When Aaron Copland composed Billy the Kid in 1983, he must have known it would be impossible to depict even the salient details of the famous gunslinger’s short and violent life in twenty-odd minutes of music. He wrote instead a vivid, atmospheric piece that established the style he expanded on in his subsequent Americana words, Rodeo and Appalachian Spring. Rather than a history, Copland depicted a vision of the West: the struggle of the settlers’ journey across hundreds of miles of difficult wilderness; the jubilant energy of new-founded communities; the sudden, sweeping violence of the lawless frontier. These ideas, those stereotyped, and sometimes exaggerated, represent the Old West in the minds of many Americans, just as Billy the Kid represents a larger-than-life personality: the ruthless, but somehow gallant outlaw.

Patricia, Dickinson, with Dara Beckley, has created a new Billy the Kid that remains as faithful to the known events of the Kid’s life and death in New Mexico as the constraints of Copland‘s music and certain historical ambiguities allow. They have not only captured the legendary, swaggering and deadly Kid, but have given us a glimpse of a more realistic Billy, a young man who grieved for the untimely death of his mother, who enjoyed flirting with the Mexican girls, who was grateful for the second chance offered him by his friend, John Tunstall, and who wrote literate, clear-headed letters to Governor Lew Wallace, explaining his side of the Lincoln County War, and offering to testify against his powerful enemy, J.J. Dolan.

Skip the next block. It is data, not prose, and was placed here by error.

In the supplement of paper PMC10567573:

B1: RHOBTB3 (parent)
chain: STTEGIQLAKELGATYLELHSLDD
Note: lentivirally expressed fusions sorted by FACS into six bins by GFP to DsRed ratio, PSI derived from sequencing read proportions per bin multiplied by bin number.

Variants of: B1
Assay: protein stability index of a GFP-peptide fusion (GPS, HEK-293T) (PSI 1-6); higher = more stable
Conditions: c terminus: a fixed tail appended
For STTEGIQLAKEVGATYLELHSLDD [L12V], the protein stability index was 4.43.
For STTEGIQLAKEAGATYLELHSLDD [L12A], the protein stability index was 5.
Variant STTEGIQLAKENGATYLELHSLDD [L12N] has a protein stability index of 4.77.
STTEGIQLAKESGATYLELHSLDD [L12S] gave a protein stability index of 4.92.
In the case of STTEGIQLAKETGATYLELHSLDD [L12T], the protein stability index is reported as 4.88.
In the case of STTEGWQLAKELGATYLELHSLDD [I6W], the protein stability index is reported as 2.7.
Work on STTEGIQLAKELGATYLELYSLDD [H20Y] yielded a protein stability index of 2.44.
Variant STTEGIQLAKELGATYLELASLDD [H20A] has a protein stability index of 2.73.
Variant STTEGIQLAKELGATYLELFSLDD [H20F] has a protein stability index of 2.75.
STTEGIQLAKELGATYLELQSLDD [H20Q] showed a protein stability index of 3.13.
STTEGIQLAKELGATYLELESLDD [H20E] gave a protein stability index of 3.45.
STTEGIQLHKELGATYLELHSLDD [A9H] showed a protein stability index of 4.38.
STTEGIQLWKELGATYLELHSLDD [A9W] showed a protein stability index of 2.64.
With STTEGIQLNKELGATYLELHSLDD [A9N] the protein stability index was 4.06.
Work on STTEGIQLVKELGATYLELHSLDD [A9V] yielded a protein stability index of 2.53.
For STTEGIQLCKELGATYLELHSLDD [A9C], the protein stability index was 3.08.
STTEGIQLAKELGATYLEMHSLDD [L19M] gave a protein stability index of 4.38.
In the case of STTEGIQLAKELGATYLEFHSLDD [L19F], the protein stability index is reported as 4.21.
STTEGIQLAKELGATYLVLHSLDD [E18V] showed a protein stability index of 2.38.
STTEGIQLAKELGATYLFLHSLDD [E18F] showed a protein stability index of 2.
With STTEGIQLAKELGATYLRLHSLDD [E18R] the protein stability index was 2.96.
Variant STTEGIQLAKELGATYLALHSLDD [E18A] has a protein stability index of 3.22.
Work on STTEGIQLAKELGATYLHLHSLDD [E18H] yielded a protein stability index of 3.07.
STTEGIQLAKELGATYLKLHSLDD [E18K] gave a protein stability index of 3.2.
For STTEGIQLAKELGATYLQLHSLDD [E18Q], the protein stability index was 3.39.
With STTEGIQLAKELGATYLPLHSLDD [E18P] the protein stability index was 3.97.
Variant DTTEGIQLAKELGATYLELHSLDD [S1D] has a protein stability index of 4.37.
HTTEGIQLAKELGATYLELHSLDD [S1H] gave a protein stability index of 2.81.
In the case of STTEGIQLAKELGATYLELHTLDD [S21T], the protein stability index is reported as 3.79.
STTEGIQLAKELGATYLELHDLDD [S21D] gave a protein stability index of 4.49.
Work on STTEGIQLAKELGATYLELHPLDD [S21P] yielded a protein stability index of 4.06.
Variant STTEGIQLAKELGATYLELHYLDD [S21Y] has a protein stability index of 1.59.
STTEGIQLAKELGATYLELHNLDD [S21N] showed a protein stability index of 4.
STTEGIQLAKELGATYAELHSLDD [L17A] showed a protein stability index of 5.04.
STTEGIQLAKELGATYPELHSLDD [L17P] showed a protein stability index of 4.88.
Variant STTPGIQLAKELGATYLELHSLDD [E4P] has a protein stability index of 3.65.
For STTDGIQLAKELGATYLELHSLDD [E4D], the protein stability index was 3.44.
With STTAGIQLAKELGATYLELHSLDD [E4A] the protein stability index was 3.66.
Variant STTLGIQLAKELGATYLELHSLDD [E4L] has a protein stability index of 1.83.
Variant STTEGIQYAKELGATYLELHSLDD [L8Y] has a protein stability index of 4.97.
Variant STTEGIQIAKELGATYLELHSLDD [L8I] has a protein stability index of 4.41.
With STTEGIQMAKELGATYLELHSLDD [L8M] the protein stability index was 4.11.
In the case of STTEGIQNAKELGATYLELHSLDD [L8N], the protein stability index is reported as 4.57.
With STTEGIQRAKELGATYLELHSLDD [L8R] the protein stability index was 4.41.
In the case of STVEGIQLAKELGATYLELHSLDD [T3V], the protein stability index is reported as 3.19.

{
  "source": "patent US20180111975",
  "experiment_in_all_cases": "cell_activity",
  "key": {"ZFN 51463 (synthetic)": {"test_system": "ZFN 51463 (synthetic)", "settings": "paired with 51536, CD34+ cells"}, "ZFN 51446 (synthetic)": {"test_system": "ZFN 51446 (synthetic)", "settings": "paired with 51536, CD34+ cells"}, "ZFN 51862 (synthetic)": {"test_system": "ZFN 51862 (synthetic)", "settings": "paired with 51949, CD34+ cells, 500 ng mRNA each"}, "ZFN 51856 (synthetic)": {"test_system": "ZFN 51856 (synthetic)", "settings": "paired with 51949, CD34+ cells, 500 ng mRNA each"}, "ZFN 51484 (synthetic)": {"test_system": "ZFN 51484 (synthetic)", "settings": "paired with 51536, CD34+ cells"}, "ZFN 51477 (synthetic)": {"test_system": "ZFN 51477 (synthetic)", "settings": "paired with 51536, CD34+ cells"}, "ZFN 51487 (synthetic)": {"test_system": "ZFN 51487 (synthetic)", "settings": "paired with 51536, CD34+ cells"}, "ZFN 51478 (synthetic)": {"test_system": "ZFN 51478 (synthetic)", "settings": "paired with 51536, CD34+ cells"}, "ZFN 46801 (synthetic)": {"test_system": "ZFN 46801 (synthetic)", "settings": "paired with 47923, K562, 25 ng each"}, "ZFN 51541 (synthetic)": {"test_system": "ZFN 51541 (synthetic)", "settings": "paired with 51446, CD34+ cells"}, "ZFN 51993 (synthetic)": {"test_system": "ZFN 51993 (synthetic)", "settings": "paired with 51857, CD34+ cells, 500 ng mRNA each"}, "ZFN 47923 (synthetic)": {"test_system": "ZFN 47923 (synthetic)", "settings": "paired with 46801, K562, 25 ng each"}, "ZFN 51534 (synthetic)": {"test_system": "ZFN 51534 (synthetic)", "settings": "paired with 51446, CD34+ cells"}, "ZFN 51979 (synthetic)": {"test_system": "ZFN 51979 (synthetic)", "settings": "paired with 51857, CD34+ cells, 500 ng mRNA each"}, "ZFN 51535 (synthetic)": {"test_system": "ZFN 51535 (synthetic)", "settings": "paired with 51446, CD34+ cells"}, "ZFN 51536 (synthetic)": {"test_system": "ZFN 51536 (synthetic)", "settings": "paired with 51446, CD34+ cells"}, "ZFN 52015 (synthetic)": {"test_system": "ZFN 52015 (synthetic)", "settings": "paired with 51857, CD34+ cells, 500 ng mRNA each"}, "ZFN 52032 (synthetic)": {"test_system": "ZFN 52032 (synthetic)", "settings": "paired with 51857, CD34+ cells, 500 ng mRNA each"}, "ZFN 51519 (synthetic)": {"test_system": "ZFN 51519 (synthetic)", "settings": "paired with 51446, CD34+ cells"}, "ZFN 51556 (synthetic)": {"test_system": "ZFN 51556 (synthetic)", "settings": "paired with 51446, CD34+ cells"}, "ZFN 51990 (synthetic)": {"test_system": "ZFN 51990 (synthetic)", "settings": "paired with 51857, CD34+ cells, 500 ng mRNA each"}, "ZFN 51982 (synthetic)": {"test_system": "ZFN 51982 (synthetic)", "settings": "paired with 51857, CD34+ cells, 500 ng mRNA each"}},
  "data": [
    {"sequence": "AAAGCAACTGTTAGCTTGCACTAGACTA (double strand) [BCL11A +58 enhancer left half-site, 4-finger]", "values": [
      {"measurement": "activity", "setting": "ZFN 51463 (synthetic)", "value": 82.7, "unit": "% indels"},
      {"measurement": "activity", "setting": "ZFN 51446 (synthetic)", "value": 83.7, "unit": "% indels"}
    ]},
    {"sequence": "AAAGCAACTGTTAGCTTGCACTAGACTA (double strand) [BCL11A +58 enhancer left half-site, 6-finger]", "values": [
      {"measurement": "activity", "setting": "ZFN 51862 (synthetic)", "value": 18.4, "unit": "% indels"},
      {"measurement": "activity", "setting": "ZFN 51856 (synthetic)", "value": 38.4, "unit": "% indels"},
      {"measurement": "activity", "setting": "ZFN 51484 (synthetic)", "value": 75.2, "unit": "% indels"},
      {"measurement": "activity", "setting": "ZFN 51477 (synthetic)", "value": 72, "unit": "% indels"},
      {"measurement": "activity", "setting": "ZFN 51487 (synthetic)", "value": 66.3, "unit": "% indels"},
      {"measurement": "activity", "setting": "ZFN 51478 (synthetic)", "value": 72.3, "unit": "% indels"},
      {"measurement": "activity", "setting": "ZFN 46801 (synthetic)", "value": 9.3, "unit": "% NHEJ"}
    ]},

Born Henry McCarty in 1859, most likely in Missouri or New York, Billy came west to New Mexico with his mother, Catherine McCarty, and his brother Joseph. In silver city in 1874, Billy’s mother died of tuberculosis. He was fifteen. He spent the next couple of years getting into the kind of small-time trouble any unguided use might encounter. It was not until 1877, when he was eighteen, that he killed his first man, Windy Frank Cahill, in a fight in Arizona.

Billy fled back to New Mexico where he was befriended buy an Englishman, John Tunstall, who was hiring help for his ranch. Tunstall also owned a store in Lincoln and was being harassed by a mercantile monopoly, one of whose leaders was J.J. Dolan. Tunstall was competing directly with Dolan not only as a merchant, but as a rancher; in dispute were very lucrative beef contracts to supply Fort Stanton. To defend himself against Dolan’s thugs, Tunstall gathered a crew of young men, including Billy; who name themselves the Regulators. Billy, who had gained a new start on life in Tunstall’s employ, was now on a path that would lead him back to violence as the Lincoln County War escalated.

A sheriff’s posse killed Tunstall in an ambush, sparking revenge from the Regulators who carried the war to Lincoln’s streets. After a fight that left two dead, Billy alone out of all the Regulators present was arrested and sentenced to hang. He escaped twice and was recaptured, escaped again killing two men, and was finally run to earth in Fort Stanton by Sheriff Pat Garrett. One story claims that Billy had been unable to resist coming into town to see a young Hispanic girl who lived there. His presence in Fort Stanton reached Garrett’s ears and the sheriff and his men found out where the Kid was staying. On July 14, 1881, Garrett shot Billy through the heart in the dark as he returned, perhaps from a visit to his inamorata.

Billy the Kid died at the age of twenty-two. Like the number of kills attributed to him (only four are proven, including Frank Cahill), the legend he left behind would continue to grow with every retelling, making him a mythic figure in the history of the Old West.

-P.G. Nagle-